The ability to train personnel on site has become a major source of conversation when the construction of a new station is being planned. We have always understood the importance of training personnel, but today there are so many different ways to do so and types of training that it is relatively simple to design a number of training elements into your new station.
Every new station should have a training room large enough to accommodate the needs of the station, with consideration given to hosting occasional community events. A training wall can easily be inserted into an interior wall or placed in the apparatus bays to allow for ladder training, forced entry/exit and confined space training.
Another training-related design element is the inclusion of a training tower. Typically the tower will match closely in height the typical make-up of the surrounding community. The tower can be used for numerous training possibilities, including ladder raises and carries, rope rescue, search and rescue, repelling, and vertical confined space training.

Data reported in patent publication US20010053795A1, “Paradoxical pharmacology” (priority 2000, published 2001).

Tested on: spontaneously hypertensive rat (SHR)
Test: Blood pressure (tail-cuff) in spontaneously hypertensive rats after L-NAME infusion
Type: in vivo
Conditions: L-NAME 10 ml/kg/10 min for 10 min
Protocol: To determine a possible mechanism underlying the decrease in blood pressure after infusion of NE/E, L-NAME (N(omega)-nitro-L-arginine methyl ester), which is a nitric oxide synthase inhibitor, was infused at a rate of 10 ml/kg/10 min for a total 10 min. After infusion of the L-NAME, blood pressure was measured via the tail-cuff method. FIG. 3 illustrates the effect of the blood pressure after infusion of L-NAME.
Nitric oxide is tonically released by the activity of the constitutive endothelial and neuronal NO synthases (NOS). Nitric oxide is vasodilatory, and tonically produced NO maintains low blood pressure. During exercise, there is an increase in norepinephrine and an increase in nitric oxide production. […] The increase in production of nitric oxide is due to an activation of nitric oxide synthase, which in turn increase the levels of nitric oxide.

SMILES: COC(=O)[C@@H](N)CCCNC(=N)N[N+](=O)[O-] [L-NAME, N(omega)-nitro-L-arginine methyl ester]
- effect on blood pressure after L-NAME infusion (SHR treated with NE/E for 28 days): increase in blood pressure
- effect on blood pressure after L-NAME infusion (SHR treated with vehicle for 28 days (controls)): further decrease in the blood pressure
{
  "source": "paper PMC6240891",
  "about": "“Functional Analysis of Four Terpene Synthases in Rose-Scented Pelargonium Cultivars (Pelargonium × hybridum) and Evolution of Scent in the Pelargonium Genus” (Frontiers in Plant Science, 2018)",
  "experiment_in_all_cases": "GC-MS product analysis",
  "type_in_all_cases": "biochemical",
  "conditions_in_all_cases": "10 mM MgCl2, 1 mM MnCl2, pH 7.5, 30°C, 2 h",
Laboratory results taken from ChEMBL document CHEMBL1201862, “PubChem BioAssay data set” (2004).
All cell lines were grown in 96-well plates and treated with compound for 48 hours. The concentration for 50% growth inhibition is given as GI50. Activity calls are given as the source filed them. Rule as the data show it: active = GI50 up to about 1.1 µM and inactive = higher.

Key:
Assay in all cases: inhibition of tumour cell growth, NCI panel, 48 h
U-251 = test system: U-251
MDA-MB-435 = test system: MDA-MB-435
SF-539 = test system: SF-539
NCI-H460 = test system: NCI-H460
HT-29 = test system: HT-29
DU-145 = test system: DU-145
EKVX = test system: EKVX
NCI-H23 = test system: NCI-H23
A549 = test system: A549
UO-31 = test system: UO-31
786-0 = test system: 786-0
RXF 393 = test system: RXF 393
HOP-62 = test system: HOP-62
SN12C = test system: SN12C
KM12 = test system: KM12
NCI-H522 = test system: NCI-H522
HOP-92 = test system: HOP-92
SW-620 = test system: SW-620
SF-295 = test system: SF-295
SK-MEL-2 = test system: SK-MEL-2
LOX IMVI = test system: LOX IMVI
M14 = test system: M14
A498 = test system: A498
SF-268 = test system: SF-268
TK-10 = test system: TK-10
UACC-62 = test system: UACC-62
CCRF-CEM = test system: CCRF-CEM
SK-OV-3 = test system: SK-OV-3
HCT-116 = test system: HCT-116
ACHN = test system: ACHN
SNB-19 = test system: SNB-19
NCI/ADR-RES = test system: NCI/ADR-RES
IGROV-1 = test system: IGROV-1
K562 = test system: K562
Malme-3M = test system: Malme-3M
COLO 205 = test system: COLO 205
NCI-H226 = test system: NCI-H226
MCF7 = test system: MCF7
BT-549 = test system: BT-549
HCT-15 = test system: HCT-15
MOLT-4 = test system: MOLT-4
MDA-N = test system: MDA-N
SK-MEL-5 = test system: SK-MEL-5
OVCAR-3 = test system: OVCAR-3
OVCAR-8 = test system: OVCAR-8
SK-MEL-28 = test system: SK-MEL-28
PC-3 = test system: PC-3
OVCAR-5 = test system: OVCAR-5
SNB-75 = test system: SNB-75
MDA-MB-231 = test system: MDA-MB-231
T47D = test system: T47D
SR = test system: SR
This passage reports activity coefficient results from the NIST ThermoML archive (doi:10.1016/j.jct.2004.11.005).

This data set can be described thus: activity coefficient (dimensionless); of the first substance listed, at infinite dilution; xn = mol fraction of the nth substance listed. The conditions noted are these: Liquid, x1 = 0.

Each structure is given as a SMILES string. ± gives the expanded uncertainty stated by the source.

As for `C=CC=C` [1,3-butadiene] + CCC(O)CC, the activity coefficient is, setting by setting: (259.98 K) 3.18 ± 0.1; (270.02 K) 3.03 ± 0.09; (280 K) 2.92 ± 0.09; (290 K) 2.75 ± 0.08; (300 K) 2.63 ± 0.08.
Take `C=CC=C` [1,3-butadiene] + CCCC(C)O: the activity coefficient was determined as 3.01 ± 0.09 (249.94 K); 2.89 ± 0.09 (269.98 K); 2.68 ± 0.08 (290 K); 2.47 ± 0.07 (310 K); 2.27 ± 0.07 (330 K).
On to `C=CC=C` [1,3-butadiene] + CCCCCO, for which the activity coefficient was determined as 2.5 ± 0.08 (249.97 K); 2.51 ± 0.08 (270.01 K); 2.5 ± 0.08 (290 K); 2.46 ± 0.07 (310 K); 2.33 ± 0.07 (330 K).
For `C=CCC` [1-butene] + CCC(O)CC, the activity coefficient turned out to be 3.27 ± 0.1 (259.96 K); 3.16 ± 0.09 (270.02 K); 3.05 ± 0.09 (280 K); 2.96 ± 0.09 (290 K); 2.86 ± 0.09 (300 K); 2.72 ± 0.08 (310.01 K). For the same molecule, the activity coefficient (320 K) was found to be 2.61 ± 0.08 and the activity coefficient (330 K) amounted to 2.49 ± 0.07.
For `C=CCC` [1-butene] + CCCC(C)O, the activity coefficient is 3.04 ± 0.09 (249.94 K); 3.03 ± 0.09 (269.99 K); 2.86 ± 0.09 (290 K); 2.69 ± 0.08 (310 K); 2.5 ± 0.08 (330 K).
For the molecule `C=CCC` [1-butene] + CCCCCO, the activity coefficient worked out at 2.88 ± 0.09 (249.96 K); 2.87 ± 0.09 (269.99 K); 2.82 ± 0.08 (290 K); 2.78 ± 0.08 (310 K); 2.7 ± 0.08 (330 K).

When thinking about the design of your new station, consider numerous training elements to keep your personnel performing at their peak levels.
Reducing Response Times
One of the keys to successful fire fighting is to arrive on the scene at the earliest possible stage. When building a new station, you should focus on elements of design that will reduce the time it takes your personnel to respond. Numerous design elements can be incorporated at little or no cost to the station to aid in this endeavor.
First and foremost, utilize a single story design — if the site allows — so the use of stairs or fire poles is eliminated. Providing a clear and easily accessible path from any point in the building to the apparatus bays is critical. Place as few doors in the access path as possible. When doors are necessary, always swing toward the apparatus bay to prevent bottlenecks.